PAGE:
I do work in layers, and it's not just physical layers. It's also, like with this mural, I see that as layers of history and layers of understanding. So the yucca is playing homage to the plant life that has contributed to our survival for thousands of years. The hummingbird, about the animal life in the area that's part of our cosmology. The rattles talk about our traditional culture. But I said in one interview, the foundation of the whole piece is that background painting of just the land, because of course everything starts with the land — our relationship with the land.

Artist Gerald Clarke (center) is flanked by Tribal Chariman Reid Milanovich and bird singer and Tribal council member John R. Preckwinkle III.

The mural is 89 inches by 114 inches to create a finite space to work in versus the whole side of a building. Did that create challenges?

I just approached it less like you're saying, like a whole building mural, and I approached it more as just a large canvas.

Your daughter Lily contributed to the mural. Have you worked together before?

I have two daughters. My oldest daughter is a poet. But my younger daughter (Lily) has shown a lot of aptitude in the visual arts, so I've been getting her involved more.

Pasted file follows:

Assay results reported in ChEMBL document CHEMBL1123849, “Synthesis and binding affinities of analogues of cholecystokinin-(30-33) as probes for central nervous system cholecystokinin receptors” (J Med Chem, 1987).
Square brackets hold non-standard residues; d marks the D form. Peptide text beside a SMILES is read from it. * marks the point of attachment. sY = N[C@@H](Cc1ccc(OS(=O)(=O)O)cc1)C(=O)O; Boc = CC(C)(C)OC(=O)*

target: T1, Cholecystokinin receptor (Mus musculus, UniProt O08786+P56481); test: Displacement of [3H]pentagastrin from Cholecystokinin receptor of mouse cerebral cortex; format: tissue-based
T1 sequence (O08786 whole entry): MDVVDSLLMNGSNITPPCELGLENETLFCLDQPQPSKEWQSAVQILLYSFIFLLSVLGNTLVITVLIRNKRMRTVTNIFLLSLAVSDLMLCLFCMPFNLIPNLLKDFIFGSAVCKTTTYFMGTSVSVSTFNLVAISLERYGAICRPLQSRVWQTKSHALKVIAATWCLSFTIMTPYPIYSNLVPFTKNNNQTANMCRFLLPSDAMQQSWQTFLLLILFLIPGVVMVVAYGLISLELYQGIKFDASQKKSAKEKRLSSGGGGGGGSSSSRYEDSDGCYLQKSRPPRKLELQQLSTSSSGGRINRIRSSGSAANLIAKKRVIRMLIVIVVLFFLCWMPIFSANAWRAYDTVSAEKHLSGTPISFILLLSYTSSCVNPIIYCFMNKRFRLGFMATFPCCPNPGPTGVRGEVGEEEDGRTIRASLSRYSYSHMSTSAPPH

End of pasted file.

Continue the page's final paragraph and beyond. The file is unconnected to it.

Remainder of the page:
And I think too, I turned 55 this year, and I'm starting to feel, more and more as I get older, I’m starting to feel more and more responsibility about mentoring and modeling behavior and sharing my understanding of art and how to make it with younger people. So my daughter helped me out with that project, and then I have another one that's pending. But I have my daughter and another young person, tribal person, that's going to be helping me with that.

I appreciate the help certainly. Do I need the help? Not really, but it's this idea... It's again, this idea of mentoring and paving a path, giving a leg up to that generation behind me who may want to do something similar.